Aerosols can contain either pressurised gases or liquids. However, they still remain one of the most important byproducts of a civilised society. Besides the cans themselves qualifying as a solid waste, the content itself can be a major problem since they may themselves be hazardous in nature. As such, be sure to not only puncture them (depressurising them) before disposal, make sure they are fully used up before disposal as well. Not only does that support recycling, it also ensures that you are not wasting any of the products you bought.

Hazards, Risks, and Exposure Dangers when Dealing with Waste Management

The waste management industry is evolving. This is not just because of the newer technologies being incorporated into the sector, but because of the increasing amount of changes they need to incorporate in order to deal with emerging increasingly dangerous wastes.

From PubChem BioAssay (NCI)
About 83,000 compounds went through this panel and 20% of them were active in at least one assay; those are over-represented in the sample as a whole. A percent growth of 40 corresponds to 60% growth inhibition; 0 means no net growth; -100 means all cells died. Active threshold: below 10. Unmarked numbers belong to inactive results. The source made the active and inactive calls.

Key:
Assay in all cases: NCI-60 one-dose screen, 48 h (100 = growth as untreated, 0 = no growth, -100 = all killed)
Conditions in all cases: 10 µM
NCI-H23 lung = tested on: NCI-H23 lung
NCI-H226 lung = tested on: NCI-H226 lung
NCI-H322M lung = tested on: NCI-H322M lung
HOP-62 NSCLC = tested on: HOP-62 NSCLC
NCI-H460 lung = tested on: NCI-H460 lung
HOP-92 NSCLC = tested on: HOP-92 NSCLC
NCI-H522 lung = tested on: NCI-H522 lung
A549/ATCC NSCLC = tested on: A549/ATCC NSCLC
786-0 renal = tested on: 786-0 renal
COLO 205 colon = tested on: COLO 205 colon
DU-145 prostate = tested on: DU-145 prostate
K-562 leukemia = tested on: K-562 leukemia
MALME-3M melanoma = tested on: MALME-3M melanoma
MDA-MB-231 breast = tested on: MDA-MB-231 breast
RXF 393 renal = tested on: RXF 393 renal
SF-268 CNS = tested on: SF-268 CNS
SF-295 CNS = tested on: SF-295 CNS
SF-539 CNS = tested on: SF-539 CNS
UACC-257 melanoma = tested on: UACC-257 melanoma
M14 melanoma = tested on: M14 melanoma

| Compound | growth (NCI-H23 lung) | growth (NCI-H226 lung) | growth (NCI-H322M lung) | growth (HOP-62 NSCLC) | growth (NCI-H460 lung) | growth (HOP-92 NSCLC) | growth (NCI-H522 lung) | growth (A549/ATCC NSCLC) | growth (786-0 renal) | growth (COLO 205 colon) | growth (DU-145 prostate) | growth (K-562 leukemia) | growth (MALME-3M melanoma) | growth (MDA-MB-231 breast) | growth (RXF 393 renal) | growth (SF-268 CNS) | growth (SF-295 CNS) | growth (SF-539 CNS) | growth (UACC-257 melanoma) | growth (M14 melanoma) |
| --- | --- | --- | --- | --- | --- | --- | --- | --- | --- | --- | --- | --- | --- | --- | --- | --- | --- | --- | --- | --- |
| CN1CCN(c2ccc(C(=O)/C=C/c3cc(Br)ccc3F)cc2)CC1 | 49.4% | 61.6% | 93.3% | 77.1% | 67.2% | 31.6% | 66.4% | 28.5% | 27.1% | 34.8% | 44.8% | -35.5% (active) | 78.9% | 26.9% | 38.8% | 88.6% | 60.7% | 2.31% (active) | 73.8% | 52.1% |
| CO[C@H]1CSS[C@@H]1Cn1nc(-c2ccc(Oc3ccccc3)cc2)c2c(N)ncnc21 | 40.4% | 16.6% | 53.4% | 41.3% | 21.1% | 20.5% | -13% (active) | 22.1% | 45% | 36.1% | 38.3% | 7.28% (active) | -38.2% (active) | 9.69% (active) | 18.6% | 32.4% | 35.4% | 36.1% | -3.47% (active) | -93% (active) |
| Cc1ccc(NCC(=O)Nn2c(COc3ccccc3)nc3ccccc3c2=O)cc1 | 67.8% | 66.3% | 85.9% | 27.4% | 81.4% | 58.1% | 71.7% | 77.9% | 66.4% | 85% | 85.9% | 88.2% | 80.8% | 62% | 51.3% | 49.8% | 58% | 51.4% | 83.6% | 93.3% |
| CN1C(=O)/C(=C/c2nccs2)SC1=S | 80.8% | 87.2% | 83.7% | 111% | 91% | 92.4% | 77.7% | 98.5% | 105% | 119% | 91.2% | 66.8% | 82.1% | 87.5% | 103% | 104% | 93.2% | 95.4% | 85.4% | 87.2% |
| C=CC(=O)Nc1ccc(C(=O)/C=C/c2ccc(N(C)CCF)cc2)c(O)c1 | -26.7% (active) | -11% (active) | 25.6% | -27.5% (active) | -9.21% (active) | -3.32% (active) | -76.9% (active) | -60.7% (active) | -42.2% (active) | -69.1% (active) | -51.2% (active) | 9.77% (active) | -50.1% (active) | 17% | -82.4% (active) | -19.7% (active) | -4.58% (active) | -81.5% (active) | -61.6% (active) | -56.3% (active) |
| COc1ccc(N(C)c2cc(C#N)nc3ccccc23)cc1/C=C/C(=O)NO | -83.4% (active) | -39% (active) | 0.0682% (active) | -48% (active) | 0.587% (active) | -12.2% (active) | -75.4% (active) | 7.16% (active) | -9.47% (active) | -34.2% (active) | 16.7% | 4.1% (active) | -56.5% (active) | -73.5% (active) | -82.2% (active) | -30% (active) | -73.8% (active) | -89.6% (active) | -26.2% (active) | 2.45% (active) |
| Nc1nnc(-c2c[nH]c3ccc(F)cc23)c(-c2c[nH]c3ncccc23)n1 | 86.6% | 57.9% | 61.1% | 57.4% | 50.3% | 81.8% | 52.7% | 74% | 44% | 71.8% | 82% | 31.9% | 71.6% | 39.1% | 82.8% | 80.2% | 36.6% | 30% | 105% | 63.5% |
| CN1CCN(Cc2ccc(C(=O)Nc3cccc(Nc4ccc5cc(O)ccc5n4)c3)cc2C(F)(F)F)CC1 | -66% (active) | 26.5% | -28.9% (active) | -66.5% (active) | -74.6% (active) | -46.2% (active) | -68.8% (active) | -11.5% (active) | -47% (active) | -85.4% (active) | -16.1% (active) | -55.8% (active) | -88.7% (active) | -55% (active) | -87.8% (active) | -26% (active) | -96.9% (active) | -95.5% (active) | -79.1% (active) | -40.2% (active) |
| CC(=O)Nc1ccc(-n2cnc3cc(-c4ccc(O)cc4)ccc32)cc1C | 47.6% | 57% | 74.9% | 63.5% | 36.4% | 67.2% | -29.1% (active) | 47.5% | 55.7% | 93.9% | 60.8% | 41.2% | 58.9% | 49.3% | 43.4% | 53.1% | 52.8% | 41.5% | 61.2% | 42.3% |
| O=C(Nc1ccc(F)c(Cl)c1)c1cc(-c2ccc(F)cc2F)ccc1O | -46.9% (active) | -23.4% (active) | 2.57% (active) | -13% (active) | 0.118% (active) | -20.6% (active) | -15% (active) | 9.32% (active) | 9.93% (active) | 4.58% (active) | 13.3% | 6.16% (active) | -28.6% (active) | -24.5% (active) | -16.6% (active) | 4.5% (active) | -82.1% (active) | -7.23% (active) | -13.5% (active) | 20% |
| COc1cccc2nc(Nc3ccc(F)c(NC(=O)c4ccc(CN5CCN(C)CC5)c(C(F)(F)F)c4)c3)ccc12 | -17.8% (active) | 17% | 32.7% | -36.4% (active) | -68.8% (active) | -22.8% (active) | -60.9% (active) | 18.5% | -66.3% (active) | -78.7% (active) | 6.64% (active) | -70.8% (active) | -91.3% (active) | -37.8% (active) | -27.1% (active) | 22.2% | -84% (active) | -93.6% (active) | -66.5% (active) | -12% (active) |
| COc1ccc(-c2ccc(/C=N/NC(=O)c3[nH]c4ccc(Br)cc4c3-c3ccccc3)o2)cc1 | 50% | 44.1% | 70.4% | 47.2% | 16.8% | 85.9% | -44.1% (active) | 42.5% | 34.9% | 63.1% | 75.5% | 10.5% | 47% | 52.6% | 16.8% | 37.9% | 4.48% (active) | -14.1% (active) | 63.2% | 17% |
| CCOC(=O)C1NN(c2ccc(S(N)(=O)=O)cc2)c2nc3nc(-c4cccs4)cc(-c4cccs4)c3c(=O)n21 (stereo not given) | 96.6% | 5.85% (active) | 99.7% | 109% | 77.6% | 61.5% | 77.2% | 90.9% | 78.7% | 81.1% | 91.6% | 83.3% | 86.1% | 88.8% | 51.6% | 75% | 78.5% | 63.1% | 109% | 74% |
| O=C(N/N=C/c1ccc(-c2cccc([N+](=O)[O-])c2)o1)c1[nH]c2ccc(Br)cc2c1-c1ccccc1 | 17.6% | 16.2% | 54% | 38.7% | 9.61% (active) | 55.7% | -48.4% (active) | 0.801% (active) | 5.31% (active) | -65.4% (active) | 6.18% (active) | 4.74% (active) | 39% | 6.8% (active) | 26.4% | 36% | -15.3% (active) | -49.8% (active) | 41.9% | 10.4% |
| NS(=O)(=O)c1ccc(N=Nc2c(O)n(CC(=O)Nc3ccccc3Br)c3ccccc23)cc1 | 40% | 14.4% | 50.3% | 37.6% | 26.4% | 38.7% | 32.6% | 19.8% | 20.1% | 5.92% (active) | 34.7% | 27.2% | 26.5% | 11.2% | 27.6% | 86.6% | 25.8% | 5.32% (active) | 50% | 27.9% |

What Type of Hazards are there for Waste Disposal Employees?

Waste disposal is a very challenging job. Not only does it pose a direct threat to the workers, it needs to be handled in a highly specialised manner to ensure that there is no further harm which arises from the waste being disposed of incorrectly that can harm others in the environment. Some of the hazards faced by waste disposal employees on a daily basis include:

Pathological waste

Body parts, human tissues and organs, and fluids associated with pathological sources.

Chemical Waste

Hazardous chemicals like heavy metals, disinfectants, and solvents from different laboratories are a part of chemical waste.

Infectious Waste